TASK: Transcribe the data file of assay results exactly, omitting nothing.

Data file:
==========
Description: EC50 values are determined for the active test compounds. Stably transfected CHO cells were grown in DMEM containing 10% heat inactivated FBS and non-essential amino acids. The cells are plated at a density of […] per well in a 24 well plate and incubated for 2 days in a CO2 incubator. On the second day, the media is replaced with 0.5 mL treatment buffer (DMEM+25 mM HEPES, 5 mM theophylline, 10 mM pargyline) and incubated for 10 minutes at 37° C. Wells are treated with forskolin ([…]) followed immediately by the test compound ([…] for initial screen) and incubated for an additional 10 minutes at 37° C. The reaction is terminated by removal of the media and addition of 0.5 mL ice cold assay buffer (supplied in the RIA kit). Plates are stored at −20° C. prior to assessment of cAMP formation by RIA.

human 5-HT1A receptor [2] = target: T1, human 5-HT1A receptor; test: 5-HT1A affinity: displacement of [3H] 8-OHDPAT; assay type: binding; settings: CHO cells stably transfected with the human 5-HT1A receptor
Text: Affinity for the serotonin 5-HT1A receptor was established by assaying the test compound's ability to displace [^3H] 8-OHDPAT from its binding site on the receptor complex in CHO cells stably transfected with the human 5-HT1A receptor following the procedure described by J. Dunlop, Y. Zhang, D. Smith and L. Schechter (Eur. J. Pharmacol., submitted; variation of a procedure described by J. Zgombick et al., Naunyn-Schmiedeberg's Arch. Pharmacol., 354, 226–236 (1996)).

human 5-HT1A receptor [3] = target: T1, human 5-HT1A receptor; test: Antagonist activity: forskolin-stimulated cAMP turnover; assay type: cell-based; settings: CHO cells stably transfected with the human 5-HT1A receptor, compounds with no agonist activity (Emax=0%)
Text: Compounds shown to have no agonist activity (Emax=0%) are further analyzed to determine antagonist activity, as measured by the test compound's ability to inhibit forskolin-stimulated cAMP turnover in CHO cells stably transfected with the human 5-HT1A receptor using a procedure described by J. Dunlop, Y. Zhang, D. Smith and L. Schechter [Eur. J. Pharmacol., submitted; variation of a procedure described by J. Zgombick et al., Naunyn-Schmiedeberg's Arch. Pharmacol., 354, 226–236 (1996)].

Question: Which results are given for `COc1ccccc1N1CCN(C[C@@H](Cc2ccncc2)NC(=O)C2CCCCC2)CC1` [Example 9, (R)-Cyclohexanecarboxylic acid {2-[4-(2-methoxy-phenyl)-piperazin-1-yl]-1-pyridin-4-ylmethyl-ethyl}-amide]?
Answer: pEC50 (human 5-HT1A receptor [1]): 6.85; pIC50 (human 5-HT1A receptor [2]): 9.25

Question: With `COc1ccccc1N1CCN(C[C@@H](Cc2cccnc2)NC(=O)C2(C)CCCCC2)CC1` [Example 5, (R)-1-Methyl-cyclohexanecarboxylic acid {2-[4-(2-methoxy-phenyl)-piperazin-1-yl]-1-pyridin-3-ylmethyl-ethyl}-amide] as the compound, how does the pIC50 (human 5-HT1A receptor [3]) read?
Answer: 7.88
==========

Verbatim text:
Description: EC50 values are determined for the active test compounds. Stably transfected CHO cells were grown in DMEM containing 10% heat inactivated FBS and non-essential amino acids. The cells are plated at a density of […] per well in a 24 well plate and incubated for 2 days in a CO2 incubator. On the second day, the media is replaced with 0.5 mL treatment buffer (DMEM+25 mM HEPES, 5 mM theophylline, 10 mM pargyline) and incubated for 10 minutes at 37° C. Wells are treated with forskolin ([…]) followed immediately by the test compound ([…] for initial screen) and incubated for an additional 10 minutes at 37° C. The reaction is terminated by removal of the media and addition of 0.5 mL ice cold assay buffer (supplied in the RIA kit). Plates are stored at −20° C. prior to assessment of cAMP formation by RIA.

human 5-HT1A receptor [2] = target: T1, human 5-HT1A receptor; test: 5-HT1A affinity: displacement of [3H] 8-OHDPAT; assay type: binding; settings: CHO cells stably transfected with the human 5-HT1A receptor
Text: Affinity for the serotonin 5-HT1A receptor was established by assaying the test compound's ability to displace [^3H] 8-OHDPAT from its binding site on the receptor complex in CHO cells stably transfected with the human 5-HT1A receptor following the procedure described by J. Dunlop, Y. Zhang, D. Smith and L. Schechter (Eur. J. Pharmacol., submitted; variation of a procedure described by J. Zgombick et al., Naunyn-Schmiedeberg's Arch. Pharmacol., 354, 226–236 (1996)).

human 5-HT1A receptor [3] = target: T1, human 5-HT1A receptor; test: Antagonist activity: forskolin-stimulated cAMP turnover; assay type: cell-based; settings: CHO cells stably transfected with the human 5-HT1A receptor, compounds with no agonist activity (Emax=0%)
Text: Compounds shown to have no agonist activity (Emax=0%) are further analyzed to determine antagonist activity, as measured by the test compound's ability to inhibit forskolin-stimulated cAMP turnover in CHO cells stably transfected with the human 5-HT1A receptor using a procedure described by J. Dunlop, Y. Zhang, D. Smith and L. Schechter [Eur. J. Pharmacol., submitted; variation of a procedure described by J. Zgombick et al., Naunyn-Schmiedeberg's Arch. Pharmacol., 354, 226–236 (1996)].

Question: Which results are given for `COc1ccccc1N1CCN(C[C@@H](Cc2ccncc2)NC(=O)C2CCCCC2)CC1` [Example 9, (R)-Cyclohexanecarboxylic acid {2-[4-(2-methoxy-phenyl)-piperazin-1-yl]-1-pyridin-4-ylmethyl-ethyl}-amide]?
Answer: pEC50 (human 5-HT1A receptor [1]): 6.85; pIC50 (human 5-HT1A receptor [2]): 9.25

Question: With `COc1ccccc1N1CCN(C[C@@H](Cc2cccnc2)NC(=O)C2(C)CCCCC2)CC1` [Example 5, (R)-1-Methyl-cyclohexanecarboxylic acid {2-[4-(2-methoxy-phenyl)-piperazin-1-yl]-1-pyridin-3-ylmethyl-ethyl}-amide] as the compound, how does the pIC50 (human 5-HT1A receptor [3]) read?
Answer: 7.88